Ascend through mountainside forest and meadows to 360-degree views over Seattle, the Cascades, and the Olympic Peninsula.


4 - 5









FATMAP difficulty grade



The top of Mount Townsend grants some of the best views in Washington.

From this 6,280-foot perch at the edge of the Olympics, you can see Seattle and across to Vancouver, gaze over various water bodies and islands, and look around at snowy peaks of the peninsula and of the Cascades.

There are multiple trails on the mountain, but the Mount Townsend Trail is the most popular for its easy access and straightforward ascent.

It leads gradually uphill through evergreen forest, then gains the treeless upper slopes and follows a broad ridge to the top. In the summer, you can start this hike from the upper trailhead, as mapped.

In the spring, when the roads are still snowy, however, you may have to start from the lower trailhead, which adds just over a mile each way.

From the upper trailhead, switchbacks begin right away, but then a gentler stretch of trail continues across the mountainside, among fragrant firs and hemlocks plus flowering rhododendrons.

Views are limited until the next set of switchbacks, which pass through some open meadows granting glimpses of waterfalls and views down the valley. As the switchbacks climb higher, the slopes become more open and rockier, and are flecked with flowers in the summer months.

Eventually, the tall trees are left behind, with only wind-warped shrubs and alpine grasses at the higher elevations.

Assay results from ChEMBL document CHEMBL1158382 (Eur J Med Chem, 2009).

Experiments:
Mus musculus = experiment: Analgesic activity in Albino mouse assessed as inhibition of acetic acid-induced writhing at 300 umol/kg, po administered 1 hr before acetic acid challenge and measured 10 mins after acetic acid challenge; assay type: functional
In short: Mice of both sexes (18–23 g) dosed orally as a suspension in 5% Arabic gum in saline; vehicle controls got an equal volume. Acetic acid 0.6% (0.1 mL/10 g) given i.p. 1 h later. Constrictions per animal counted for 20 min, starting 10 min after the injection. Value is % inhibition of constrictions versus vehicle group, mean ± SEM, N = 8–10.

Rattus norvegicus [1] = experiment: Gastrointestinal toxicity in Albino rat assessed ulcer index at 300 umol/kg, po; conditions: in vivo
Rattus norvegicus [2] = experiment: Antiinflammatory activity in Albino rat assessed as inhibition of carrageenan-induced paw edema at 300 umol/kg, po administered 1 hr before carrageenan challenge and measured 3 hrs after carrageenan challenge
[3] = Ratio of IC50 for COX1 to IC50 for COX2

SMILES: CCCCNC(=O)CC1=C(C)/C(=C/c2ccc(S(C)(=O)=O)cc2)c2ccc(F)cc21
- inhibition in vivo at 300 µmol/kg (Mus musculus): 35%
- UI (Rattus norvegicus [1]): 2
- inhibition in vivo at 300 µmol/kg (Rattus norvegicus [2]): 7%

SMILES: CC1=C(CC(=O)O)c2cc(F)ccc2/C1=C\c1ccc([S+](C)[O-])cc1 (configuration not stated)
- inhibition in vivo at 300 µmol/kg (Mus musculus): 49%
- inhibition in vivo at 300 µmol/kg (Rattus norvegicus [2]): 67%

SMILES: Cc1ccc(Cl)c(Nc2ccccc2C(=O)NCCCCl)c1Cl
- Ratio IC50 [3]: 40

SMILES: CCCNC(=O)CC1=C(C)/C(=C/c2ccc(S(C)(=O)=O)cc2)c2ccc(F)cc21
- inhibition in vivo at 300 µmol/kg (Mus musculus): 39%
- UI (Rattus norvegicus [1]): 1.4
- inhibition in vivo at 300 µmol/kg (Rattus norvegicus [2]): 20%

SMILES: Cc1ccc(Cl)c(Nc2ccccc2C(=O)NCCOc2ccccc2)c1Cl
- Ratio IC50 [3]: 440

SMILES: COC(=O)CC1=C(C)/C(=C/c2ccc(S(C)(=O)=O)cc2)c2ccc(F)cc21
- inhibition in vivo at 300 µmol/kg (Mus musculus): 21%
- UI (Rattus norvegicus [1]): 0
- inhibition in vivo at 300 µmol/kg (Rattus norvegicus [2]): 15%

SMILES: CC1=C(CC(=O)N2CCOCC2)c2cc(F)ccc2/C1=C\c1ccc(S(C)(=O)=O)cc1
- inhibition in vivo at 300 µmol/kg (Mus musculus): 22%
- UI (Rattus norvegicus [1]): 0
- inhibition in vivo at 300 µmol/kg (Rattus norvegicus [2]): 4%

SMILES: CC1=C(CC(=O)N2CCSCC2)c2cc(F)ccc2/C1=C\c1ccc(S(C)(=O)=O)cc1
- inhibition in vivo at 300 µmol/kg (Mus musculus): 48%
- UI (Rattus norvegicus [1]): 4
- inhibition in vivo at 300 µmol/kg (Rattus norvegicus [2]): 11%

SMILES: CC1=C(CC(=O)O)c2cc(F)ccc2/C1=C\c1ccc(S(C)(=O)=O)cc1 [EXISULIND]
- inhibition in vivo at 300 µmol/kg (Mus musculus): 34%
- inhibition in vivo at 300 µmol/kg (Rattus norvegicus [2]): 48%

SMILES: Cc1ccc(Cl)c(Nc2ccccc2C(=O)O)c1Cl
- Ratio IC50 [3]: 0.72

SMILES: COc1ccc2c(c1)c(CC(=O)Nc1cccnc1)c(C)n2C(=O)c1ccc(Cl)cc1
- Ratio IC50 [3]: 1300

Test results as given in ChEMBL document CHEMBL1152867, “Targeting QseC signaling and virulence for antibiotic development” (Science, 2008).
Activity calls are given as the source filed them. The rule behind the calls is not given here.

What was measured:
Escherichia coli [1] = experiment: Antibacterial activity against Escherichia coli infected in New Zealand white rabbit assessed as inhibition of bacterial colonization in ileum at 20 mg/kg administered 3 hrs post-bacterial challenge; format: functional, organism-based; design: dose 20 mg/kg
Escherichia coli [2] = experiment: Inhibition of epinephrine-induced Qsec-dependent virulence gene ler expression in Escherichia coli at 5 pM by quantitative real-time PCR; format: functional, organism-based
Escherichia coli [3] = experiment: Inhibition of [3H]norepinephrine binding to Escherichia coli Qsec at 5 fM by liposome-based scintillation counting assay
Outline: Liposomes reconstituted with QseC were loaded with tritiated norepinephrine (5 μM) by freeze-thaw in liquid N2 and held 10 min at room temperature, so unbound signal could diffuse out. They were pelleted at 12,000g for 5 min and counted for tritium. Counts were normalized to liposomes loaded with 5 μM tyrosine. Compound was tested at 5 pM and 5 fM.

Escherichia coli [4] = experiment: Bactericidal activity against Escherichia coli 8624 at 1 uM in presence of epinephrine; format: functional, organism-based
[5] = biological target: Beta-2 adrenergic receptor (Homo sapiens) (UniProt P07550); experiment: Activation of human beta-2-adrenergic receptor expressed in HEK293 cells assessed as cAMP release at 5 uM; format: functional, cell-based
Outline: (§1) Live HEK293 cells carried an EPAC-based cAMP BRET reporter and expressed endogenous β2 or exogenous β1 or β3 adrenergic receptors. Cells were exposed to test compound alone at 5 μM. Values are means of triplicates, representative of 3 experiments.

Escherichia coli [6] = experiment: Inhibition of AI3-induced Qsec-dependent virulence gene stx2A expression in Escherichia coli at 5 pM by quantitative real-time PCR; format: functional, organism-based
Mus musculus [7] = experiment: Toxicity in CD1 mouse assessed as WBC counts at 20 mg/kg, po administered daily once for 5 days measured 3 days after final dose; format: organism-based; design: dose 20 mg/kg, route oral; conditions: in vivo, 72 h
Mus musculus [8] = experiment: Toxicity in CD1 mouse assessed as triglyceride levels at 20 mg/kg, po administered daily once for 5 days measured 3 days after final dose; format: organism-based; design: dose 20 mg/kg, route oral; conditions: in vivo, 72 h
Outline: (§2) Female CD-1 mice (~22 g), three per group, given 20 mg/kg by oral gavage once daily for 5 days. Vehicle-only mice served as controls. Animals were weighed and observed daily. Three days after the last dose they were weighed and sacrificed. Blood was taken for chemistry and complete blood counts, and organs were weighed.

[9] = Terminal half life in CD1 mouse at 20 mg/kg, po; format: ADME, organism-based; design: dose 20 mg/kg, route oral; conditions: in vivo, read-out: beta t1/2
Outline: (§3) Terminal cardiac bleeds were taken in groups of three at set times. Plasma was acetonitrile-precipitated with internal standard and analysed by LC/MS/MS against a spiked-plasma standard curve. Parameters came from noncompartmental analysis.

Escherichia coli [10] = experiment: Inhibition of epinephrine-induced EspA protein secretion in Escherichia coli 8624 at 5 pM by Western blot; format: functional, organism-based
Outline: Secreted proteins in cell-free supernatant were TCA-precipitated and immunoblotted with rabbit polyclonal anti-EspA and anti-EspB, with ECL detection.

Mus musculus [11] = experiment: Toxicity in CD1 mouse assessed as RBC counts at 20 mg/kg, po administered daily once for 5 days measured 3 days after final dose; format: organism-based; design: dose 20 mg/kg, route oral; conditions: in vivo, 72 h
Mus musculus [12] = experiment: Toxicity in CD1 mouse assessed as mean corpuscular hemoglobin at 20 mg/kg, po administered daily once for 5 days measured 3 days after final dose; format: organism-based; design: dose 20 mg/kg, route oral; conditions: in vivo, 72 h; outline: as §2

The trail finally gains the ridgeline, and continues along the arcing spine of the mountain to its panoramic summit.

On windy days, which are frequent, you’ll find a bit of shelter behind constructed rock walls.

If the weather is clear, you’ll want to linger despite the cold and take in the view in all directions.

The track mapped here actually continues over the south summit, which is the true summit, and turns around at the north summit for a longer walk in the alpine. Stormy weather can roll in quickly though, so come prepared for wet and cold, and don’t hesitate to turn around if the weather starts to deteriorate.

Also know that the upper slopes can be treacherous if snow and ice still linger.

This trail is hiked in all seasons, but winter and spring might require mountaineering equipment to ascend safely.

Trail crampons and/or snowshoes may be sufficient to complete the lower portions of the trail, but the upper mountain often warrants use of an ice axe and crampons. Sources: